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what can Monitor::wait() throw?

Referring to pg. 648 of the Ice 2.0 docs, they wrap the increment/decrement in a try catch block, which makes sense if wait() can throw. My question is what does Monitor::wait() throw and in what situations? Does this apply to Monitor::timedWait() as well?

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  • matthewmatthew NL, CanadaMember Matthew NewhookOrganization: ZeroC, Inc.Project: Internet Communications Engine ✭✭✭
    andhow wrote:
    Referring to pg. 648 of the Ice 2.0 docs, they wrap the increment/decrement in a try catch block, which makes sense if wait() can throw. My question is what does Monitor::wait() throw and in what situations? Does this apply to Monitor::timedWait() as well?

    Monitor::wait can throw a ThreadSyscallException in the event of a system call failure. Under a UNIX system wait ends up calling pthread_cond_wait, which can fail for a variety of reasons -- the most common of which is EINTR. Under Windows it can fail if WaitForSingleObject fails. Typically this does not occur.

    In addition to ThreadSyscallException Monitor::timedWait can throw a ThreadLockedException if the lock cannot be acquired.

    Regards, Matthew
  • Ahh, thank you. I know there isn't a black and white answer, but in general, are these the type of exceptions that occur when the system is in a bad state, perhaps it has run out of some threading resource, in which case the application should shut down?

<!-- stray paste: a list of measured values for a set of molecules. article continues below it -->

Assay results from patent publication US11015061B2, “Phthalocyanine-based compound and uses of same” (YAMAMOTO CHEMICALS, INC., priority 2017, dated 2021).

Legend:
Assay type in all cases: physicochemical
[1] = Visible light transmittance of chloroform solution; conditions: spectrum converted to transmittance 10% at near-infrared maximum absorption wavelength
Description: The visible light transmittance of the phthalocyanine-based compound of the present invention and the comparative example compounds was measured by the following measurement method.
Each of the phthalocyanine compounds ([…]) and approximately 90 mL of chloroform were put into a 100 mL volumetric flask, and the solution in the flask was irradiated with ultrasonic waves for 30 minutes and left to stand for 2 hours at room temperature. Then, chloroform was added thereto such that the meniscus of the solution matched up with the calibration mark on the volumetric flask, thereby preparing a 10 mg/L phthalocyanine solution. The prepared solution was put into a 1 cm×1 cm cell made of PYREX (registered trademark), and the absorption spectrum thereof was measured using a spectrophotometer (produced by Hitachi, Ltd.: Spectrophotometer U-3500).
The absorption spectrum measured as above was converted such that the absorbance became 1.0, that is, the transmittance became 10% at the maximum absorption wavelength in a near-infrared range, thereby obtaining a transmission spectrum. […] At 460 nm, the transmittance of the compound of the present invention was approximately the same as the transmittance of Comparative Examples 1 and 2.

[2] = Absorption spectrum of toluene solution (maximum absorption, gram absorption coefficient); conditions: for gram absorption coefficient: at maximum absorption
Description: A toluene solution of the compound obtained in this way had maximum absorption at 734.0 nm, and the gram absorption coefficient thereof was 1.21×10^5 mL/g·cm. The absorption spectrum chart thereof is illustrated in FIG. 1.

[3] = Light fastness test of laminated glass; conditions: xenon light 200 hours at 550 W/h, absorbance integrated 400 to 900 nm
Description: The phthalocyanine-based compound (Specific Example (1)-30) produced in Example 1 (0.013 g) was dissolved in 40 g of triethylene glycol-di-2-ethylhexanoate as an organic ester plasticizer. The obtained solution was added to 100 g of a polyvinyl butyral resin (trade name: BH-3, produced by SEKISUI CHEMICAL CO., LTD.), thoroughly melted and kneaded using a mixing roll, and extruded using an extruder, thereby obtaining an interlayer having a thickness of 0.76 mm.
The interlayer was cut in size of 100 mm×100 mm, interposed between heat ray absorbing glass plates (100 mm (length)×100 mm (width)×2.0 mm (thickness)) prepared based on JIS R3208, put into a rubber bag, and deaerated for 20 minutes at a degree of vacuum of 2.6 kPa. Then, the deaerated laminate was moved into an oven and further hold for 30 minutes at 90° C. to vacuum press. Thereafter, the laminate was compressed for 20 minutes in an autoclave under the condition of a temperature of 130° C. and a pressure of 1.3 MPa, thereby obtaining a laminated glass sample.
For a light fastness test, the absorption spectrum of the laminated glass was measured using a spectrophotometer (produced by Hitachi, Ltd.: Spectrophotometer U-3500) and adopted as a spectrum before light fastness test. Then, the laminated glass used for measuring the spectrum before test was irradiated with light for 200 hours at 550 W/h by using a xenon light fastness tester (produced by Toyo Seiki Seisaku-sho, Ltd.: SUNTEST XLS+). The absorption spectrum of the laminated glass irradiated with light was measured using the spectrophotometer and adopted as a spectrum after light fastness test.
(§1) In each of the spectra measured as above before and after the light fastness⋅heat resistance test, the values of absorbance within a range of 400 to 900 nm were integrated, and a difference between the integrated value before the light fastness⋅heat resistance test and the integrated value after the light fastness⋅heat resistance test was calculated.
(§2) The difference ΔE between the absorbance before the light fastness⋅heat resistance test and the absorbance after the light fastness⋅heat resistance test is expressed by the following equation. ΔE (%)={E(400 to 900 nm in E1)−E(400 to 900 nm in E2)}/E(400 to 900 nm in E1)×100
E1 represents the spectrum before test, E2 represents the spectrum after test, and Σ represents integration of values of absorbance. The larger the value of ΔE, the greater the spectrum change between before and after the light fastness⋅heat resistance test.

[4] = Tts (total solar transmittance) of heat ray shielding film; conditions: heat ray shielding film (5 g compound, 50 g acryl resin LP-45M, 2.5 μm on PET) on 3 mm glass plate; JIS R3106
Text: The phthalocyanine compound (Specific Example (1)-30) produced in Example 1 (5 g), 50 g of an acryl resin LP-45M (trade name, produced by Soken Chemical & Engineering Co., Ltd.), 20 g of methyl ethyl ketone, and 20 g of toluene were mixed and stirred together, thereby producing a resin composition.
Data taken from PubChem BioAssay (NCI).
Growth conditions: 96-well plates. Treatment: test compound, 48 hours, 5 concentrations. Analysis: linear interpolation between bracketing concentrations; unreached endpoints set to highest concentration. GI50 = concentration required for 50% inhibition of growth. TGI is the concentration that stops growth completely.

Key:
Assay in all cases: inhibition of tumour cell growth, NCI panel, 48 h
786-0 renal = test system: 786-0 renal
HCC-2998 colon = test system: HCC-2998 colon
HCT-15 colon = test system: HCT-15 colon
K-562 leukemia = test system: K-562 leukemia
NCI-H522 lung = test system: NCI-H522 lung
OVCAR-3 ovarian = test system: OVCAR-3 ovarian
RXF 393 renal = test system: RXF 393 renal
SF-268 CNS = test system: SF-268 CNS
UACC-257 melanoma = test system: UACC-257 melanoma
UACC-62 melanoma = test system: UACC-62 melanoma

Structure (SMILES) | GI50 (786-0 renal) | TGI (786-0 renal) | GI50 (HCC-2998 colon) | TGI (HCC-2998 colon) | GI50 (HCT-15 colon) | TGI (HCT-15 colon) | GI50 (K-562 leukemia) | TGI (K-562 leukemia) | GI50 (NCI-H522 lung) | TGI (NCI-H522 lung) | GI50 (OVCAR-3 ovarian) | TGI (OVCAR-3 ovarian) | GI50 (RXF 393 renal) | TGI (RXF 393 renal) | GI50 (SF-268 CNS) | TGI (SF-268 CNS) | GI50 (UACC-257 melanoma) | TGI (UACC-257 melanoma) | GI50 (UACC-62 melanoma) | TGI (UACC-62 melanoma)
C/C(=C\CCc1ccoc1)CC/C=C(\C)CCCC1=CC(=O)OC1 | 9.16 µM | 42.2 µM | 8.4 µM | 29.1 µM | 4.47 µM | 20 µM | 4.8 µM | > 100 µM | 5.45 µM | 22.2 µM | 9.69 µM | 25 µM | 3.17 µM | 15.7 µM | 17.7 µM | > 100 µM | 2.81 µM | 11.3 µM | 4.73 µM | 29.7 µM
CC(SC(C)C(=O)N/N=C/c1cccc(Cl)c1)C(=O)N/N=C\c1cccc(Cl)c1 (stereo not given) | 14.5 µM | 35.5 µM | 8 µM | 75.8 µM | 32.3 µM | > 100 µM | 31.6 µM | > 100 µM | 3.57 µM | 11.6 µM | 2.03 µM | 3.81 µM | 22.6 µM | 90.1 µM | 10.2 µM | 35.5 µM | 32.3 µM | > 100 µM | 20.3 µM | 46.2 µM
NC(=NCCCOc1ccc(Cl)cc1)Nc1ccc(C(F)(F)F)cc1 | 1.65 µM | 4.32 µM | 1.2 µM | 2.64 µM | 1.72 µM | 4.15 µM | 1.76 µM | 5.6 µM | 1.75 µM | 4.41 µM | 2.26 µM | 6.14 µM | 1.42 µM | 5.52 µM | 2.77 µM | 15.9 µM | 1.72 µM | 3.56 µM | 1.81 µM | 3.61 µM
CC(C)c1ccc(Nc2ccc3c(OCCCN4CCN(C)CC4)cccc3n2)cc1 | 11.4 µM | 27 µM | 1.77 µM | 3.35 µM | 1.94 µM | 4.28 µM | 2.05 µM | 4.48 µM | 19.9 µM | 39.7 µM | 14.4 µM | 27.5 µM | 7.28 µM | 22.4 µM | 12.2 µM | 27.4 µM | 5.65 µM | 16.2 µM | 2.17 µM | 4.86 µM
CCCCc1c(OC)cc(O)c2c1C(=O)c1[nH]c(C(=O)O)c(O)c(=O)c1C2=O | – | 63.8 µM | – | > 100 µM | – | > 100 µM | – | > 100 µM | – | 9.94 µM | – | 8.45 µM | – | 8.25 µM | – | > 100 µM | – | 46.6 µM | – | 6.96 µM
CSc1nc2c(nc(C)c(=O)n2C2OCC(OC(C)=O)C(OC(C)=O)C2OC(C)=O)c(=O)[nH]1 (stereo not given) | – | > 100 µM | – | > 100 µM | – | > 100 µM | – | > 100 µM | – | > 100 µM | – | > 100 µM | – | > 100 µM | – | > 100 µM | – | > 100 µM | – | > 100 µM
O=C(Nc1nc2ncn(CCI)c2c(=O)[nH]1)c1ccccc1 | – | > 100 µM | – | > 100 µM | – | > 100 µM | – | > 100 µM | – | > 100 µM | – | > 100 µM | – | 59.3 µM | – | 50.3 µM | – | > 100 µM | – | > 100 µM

• matthewmatthew NL, CanadaMember Matthew NewhookOrganization: ZeroC, Inc.Project: Internet Communications Engine ✭✭✭
    andhow wrote:
    Ahh, thank you. I know there isn't a black and white answer, but in general, are these the type of exceptions that occur when the system is in a bad state, perhaps it has run out of some threading resource, in which case the application should shut down?

    The MS documentation for WaitForSingleObject is pretty useless in the case of a WAIT_FAILURE error return value. I'm not sure that I've ever seen this error condition myself... so I think it would indicate something very usual has occurred.

    As to EINTR, I'm afraid its not possible to give a concrete answer to this without knowing more about your application and its setup. Basically EINTR occurs when the system call is interrupted. If you use signals, and depending how your application sets up the signal state (and whether your flavour of UNIX is POSIX compliant or not) and how it uses signals (I recommend, btw, to stay away from them if at all possible) its possible and sometimes expected for the system call to be interrupted. Is that a sufficiently hand-wavy explanation? :)

    Regards, Matthew
  • yessir, that gives me a good idea. thanks!
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